10. impar

    impar Well-Known Member

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    Greetings!
    Microsoft may be betting that once Metro apps ecosystem evolves RT might be more viable.
     
  11. Nexxo

    Nexxo Queue Jumper

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    I think that the Surface RT is an excellent product, crippled only by the stupid decision to lock the desktop.

    The ARM platform is not a problem. It is quite easy to recompile most x86 legacy programs for ARM. If the desktop remained open, publishers would do it. But closing it seriously limits its versatility. Microsoft is indeed hoping that this will encourage people to write apps for WinRT. But history tells us that what creates apps is the popularity of the platform, and what creates popularity of the platform is availability of apps. Microsoft needs to leverage the availability of legacy applications (recompiled for ARM) to make Windows RT popular, and then the WinRT apps will come, because it is simply more touch-friendly. tl;dr: people will come for the legacy applications, and stay for the apps.

    However now Atom processors are actually starting to be decent, Microsoft should just release a Surface RT based on Atom, with full-fat Windows 8. It would rock. It would sell like hotcakes. But this is the old Microsoft: slow to respond flexibly.
     
  12. theshadow2001

    theshadow2001 [DELETE] means [DELETE]

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  13. supermonkey

    supermonkey Deal with it

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    Now that Linux is being developed further, and the GUI is becoming more user friendly, more businesses and governments are adopting it in the workplace. It is slowly competing with Microsoft in a previously Microsoft-dominated arena.
     
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  14. rollo

    rollo Well-Known Member

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    Big business banks for example use there own custom UI on top of either windows xp or windows 7. School systems are still windows xp in most places.

    Microsoft office would have to be not the most universally used office software for Microsoft to lose out in big business.

    Small business is another matter the local pc shop has his pcs on Linux for example as it suits his needs fine.
     
  15. koola

    koola Banned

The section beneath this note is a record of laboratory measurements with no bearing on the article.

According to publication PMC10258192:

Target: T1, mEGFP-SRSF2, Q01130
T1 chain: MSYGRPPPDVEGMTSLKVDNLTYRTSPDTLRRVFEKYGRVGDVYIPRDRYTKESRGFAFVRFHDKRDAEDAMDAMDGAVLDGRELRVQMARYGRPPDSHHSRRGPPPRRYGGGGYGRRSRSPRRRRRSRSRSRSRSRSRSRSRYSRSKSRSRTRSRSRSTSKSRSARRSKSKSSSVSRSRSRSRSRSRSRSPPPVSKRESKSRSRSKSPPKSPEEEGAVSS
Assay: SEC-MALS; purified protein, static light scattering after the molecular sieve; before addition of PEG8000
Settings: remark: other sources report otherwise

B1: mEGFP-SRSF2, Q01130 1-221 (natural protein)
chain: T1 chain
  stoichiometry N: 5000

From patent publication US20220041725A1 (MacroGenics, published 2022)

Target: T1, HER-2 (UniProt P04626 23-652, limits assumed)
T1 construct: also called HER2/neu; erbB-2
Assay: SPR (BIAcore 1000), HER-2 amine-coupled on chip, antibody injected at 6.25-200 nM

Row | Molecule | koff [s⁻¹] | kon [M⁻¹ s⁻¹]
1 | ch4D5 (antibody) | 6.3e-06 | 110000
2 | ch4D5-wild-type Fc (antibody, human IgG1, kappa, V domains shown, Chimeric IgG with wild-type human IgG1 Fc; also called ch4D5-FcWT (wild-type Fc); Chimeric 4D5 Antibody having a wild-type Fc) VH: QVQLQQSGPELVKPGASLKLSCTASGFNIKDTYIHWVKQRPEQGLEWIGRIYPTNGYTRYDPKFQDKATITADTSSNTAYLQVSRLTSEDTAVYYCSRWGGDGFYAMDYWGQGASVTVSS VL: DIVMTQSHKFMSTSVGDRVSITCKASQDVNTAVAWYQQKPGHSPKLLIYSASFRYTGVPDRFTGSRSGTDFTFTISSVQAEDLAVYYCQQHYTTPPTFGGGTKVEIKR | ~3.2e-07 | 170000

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    It's ironic that my company essentially runs on Microsoft software, I've just got Windows 7 Enterprise, Outlook/Office 2010 and Lync, but it's enterprise products are predominantly built on Linux and FOSS.

    I think a future with OS-diversity has a place as long as open standards are adopted as they are now doing with Cloud OSes.
     
  16. GMC

    GMC Well-Known Member

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    Just found this thread and a lot of very interesting points raised but it seems to me that it is still being dominated by the traditional economists and related assumptions.
    Free markets and self correction cannot be applied to the reception of windows 8 without recognising that the concepts of supply/demand and market self correction are fallacies which do not adequately (or at all) take account of human behaviour. Both assume a rational response to the logic and facts which are not typical human responses. Search Google for behavioural economics.
    Consider the irrationality with which people always respond to loss (the start button), the irrationality of how people always respond to things 'not invented here'. Our sense of loss aversion plays a role in our opinions here as well as the costs of not just replacing but of learning new software and the opportunity cost of that time and the productivity curve of learning new skills.

    The cost of switching in the smartphone market (from winmo) was largely eradicated by apple and then Google by removing the learning curve and notably there was not the same inertia to be overcome that surrounds the volume of windows compatible software. The smartphone market for these reasons is not a valid comparator for the wider question of MS responsibilities to the desktop OS market.

    Going back to the original questions, I think there is a psychological contract in place that MS have complied with historically; to maintain support for substantive periods and to align that period to population, to offer a shallow learning curve, and to (in the main) offer backward compatibility.